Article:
SAICE questions fresh Sanral tender awards as China scores most of the work

8th November 2022

By: Irma Venter

Creamer Media Senior Deputy Editor


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The South African Institution of Civil Engineering (SAICE) says it is “deeply concerned” by the recent awarding of tenders by the South African National Roads Agency Limited (Sanral) to joint ventures (JVs) led by foreign companies. 

Sanral earlier this year cancelled five of its major tenders owing to “a material irregularity in the tender process”, where a resolution made by its board in January 2020 was not implemented in the evaluation of the affected tenders.

Sanral board chairperson Themba Mhambi explained that the five cancelled tenders had one thing in common – the absence of the implementation of a resolution of the Sanral board regarding the separation of duties.

Four of the five tenders, which were cancelled in June, have now been awarded following an evaluation process by the Development Bank of Southern Africa.

A decision on the Gauteng open-road tolling tender operator has been put on hold pending resolution on key issues around the future of tolling in the province.

In the new tender round, the R4.05-billion Mtentu Bridge project, on the N2 Wild Coast road, was awarded to the China Communications Construction Company (CCCC) Mecsa JV.

The R1.23-billion rehabilitation of the R56 Matatiele rehabilitation project, in the Eastern Cape, was awarded to Welkom-based Down Touch Investments.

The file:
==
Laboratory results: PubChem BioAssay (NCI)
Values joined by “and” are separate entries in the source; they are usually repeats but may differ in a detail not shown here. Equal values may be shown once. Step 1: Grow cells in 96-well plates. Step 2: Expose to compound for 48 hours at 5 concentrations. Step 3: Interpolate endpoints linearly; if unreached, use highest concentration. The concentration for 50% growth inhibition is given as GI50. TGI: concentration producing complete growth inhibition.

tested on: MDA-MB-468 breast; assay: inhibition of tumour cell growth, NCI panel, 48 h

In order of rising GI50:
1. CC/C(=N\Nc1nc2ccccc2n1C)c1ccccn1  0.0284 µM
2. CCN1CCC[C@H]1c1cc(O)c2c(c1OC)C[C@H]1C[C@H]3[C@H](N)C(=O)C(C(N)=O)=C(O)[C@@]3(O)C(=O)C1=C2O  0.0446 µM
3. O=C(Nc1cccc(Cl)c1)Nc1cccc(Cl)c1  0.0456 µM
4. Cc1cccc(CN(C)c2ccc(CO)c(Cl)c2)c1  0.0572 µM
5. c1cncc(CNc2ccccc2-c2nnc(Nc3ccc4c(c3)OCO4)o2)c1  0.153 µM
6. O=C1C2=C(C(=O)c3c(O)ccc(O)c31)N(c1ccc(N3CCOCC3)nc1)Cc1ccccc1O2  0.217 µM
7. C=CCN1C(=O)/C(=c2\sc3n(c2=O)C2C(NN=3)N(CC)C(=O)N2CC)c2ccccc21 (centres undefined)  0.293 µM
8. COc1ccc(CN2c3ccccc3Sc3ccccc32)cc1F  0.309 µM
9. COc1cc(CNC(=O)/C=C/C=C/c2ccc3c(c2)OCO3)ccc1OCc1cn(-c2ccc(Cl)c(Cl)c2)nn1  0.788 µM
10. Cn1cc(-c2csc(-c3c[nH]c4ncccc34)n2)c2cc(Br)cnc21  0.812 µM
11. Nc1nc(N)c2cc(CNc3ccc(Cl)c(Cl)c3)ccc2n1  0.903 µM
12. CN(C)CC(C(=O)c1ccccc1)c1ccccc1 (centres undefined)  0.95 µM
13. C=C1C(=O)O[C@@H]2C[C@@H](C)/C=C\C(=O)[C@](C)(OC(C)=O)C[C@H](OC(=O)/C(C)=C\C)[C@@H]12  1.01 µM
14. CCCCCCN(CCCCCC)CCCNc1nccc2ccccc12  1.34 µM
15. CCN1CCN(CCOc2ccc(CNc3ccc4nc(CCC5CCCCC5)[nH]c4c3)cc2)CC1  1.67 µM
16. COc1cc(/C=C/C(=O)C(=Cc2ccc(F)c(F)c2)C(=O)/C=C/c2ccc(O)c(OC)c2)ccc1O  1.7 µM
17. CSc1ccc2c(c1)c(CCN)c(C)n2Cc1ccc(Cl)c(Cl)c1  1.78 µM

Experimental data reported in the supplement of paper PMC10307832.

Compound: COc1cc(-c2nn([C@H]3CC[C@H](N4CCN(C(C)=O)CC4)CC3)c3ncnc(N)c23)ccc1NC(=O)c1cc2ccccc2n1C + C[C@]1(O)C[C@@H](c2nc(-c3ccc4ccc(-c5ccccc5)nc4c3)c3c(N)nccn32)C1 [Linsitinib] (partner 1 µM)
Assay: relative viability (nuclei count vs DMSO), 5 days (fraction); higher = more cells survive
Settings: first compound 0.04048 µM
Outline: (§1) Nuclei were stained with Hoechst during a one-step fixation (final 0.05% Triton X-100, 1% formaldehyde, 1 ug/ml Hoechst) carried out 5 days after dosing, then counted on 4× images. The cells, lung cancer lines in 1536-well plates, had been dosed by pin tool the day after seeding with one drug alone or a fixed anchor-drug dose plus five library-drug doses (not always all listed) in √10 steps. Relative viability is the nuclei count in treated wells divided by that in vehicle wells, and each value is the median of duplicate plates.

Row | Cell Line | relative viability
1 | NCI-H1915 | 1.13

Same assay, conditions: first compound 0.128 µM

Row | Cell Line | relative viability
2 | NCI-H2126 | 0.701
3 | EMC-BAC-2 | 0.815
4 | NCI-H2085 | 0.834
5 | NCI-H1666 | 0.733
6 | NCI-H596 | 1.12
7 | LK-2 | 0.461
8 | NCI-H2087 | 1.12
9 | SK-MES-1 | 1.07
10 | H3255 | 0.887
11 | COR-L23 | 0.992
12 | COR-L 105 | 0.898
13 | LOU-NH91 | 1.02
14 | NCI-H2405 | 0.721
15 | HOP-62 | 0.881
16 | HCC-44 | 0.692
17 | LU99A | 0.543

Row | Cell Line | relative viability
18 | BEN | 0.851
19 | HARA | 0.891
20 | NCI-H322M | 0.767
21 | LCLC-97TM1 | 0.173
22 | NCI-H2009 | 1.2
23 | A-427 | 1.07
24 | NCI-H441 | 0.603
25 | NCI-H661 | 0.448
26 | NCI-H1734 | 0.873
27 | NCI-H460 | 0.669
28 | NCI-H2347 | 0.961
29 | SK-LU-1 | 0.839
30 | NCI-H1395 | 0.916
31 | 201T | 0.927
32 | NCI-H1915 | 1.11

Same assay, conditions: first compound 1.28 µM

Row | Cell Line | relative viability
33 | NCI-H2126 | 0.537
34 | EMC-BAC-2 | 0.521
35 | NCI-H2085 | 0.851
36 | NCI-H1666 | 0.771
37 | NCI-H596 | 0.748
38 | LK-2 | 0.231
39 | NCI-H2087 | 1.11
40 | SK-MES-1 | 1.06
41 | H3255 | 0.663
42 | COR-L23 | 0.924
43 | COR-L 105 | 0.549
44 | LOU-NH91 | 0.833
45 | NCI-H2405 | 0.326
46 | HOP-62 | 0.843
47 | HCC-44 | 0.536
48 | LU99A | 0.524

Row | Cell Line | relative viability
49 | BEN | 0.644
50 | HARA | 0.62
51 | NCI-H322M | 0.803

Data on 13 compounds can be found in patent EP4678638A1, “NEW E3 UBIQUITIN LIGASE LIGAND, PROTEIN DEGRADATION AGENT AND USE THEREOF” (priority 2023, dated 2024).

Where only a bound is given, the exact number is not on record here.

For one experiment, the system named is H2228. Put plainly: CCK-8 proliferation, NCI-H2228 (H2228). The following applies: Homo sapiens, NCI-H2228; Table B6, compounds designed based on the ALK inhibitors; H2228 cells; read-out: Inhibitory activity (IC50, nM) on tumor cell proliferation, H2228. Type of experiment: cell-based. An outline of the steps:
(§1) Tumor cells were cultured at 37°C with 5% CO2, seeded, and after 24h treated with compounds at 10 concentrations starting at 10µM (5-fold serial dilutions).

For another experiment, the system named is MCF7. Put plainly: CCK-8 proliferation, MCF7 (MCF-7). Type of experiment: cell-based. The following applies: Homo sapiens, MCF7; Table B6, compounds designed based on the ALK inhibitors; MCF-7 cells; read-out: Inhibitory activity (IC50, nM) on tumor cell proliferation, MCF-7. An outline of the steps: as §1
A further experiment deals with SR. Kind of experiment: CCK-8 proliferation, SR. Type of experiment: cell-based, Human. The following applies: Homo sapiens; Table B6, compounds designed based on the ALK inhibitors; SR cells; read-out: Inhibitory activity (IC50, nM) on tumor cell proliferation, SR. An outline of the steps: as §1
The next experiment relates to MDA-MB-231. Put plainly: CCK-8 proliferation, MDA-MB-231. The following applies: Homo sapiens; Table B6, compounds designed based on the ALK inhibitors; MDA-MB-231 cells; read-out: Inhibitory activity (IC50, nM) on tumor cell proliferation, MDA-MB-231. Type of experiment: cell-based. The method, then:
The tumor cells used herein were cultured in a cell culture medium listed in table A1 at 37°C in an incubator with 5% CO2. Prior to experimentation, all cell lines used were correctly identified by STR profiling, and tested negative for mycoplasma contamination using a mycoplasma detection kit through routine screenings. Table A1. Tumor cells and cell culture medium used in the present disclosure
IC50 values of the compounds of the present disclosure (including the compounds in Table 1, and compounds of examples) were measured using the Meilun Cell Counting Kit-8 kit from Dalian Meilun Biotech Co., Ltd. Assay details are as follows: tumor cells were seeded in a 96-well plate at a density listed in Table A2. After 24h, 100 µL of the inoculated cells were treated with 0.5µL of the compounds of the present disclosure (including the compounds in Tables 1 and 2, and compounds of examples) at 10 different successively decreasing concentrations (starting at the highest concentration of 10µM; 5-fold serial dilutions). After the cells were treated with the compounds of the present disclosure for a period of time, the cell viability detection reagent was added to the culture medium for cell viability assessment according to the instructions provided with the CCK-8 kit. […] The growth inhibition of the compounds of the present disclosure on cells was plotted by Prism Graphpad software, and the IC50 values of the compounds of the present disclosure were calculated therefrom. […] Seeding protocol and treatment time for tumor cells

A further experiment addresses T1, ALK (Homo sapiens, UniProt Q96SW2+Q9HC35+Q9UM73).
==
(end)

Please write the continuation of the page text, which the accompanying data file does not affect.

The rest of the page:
The R2.44-billion N3 Ashburton Interchange, in KwaZulu-Natal, was awarded to the China State Construction (CSC) Base Major JV, along with the N2/N3 EB Cloete interchange improvements project, in KwaZulu-Natal, valued at R5.02-billion.

Base Major is based in Gauteng, and led by Stephen Lu.

SAICE notes that it has a number of concerns regarding the new awards, and that it has raised these concerns with President Cyril Ramaphosa in an open letter to his office.

These concerns include whether there were no South African companies capable of leading these JVs.

“What will the impact on the economy and the engineering fraternity be as a result of the appointment of foreign firms leading these JVs?” adds SAICE.

“Also, what is the potential negative impact on employment, job creation and skills development for South Africans?”

Another concern is whether the successful bidders will comply with local procurement regulations in support of local content and the use of locally sourced materials for these projects.

“Also, who will provide oversight from government to ensure compliance with local procurement targets?” notes SAICE.

SAICE president Professor Marianne Vanderschuren says she is concerned by the potential impact and cost to the economy and all South Africans. 

“In light of the fact that this country has significant work to do in enabling economic recovery, the awarding of up to R6.65-billion worth of SANRAL tender funds to foreign contractors is disappointing. 

“Although South African tenders usually call for the use of local materials, and labour, can we be sure that these requirements will be honoured by foreign companies, as experiences throughout the rest of Africa do not suggest this?”

Sanral told News24 that CCCC and CSCEC were registered on the Construction Industry Development Board register and the National Treasury's central supplier database, and that both firms submitted empowerment certificates.

Also, as with all Sanral contracts, the roads agency said the winning bidders must comply with mandatory local content requirements, as well as with all applicable regulations and legislation, in particular environmental, labour and health and safety requirements. 

SAICE has a membership base of more than 15 000 civil engineering professionals.


Edited by Creamer Media Reporter




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